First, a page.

For the most comprehensive overview of career possibilities for Geography majors, see the careers website of the Association of American Geographers. This site tells you what geographers do all day, where they work, how much they earn, and how they prepare themselves for these careers.

Geography graduates offer a genuine understanding of the complex interplay of economic, political, social and environmental forces. They are trained to analyze multi-faceted problems with a range of analytical tools and skills, including statistical analysis, survey design, GIS, working with census data, and working with spreadsheets and relational databases. They are skilled in information retrieval, data management, and synthesizing academic research, and are used to working both in teams and on their own initiative. Such graduates are highly employable in a variety of professions.

Geographers describe and analyze the forces shaping how goods, people and services are spatially distributed. We examine people and their interconnections in an ever-more globalized world. This emphasis translates into many types of career opportunities: location and distribution analysis, mapmaking (GIS) and critical analysis, understanding health and well-being as socially created phenomena, environmental politics and sustainability studies, and an understanding of the roots of (in)equality and power imbalances, to name a few departmental skill sets with which our students graduate.

Geographers often work in the following fields:

  • Social Services
  • Planning (urban, social, economic, environmental, transportation)
  • Regional & economic development
  • Real estate location analysis
  • Geodemographics; market research analysis
  • spatial statisticians and data analysts
  • logistics and supply chain analysts
  • Import/export
  • Demography
  • Public health
  • Environmental justice
  • Sustainability
  • Non-governmental organizations or social mobilization & community-building
  • Resource specialists
  • Education
  • Geographic Information Systems
  • Global justice initiatives

Geographers are most marketable as liberal arts majors able to critically examine social phenomena and their surrounding world. The ability to think, evaluate, and interrogate ideas is consistently referenced by our students as their most meaningful resource gained in the Geography major.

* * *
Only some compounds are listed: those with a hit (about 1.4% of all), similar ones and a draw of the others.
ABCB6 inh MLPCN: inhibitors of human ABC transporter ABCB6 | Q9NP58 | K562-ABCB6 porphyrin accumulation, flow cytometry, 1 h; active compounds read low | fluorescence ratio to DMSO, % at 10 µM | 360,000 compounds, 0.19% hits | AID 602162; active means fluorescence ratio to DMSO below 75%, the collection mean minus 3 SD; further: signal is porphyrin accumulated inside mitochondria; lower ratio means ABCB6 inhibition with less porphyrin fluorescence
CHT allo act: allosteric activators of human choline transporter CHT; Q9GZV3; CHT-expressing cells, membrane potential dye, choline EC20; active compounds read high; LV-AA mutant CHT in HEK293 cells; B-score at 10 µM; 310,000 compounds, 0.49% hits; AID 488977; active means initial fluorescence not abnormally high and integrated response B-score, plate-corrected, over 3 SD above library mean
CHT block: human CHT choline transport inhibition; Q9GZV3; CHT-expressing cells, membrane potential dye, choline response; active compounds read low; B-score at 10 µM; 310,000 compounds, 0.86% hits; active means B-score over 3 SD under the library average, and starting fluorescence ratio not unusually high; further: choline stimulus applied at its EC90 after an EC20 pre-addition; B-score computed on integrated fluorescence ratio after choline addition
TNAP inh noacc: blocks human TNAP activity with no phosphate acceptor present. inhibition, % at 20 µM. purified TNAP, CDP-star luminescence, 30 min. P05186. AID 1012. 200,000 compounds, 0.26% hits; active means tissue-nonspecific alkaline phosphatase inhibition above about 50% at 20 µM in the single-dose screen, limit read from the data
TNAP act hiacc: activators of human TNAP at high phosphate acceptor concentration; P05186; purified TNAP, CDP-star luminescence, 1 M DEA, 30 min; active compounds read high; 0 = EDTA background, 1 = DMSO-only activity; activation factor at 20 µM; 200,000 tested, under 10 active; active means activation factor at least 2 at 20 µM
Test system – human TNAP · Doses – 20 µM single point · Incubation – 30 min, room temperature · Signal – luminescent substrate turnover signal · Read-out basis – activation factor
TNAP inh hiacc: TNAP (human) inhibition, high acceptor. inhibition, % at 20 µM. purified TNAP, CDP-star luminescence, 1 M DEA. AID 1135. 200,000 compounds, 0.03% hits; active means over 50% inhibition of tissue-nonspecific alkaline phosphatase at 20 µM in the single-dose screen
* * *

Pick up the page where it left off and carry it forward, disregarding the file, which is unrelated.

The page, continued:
These skills include the abilities to:

  • communicate effectively
  • think analytically, using complex problem-solving
  • expertise in integrating, analyzing, and synthesizing information from a range of sources
  • locate sources and differentiate them by reliability
  • appreciate context and contingency
  • synthesize & interpret information
  • display and present arguments and information
  • write and speak clearly and directly
  • conduct academic research
  • summarize information
  • apply knowledge of social structures and change processes
  • sample, gather, analyze and organize data
  • create and use spreadsheets and spatial databases
  • plan and complete multifaceted projects
  • apply an interdisciplinary perspective
  • apply a diversity perspective
  • time management
  • project management
  • visual presentation skillsGeography-specific skills :
  • create and use maps, graphs, charts and tables
  • access and work with US Census data and other large data sets
  • understand scale transformations
  • think spatially: understanding spatial shapes & patterns
  • employ spatial statistics
  • transforming representations and images
  • understanding spatial associations
  • understanding orientation and direction
  • understanding clustering and dispersal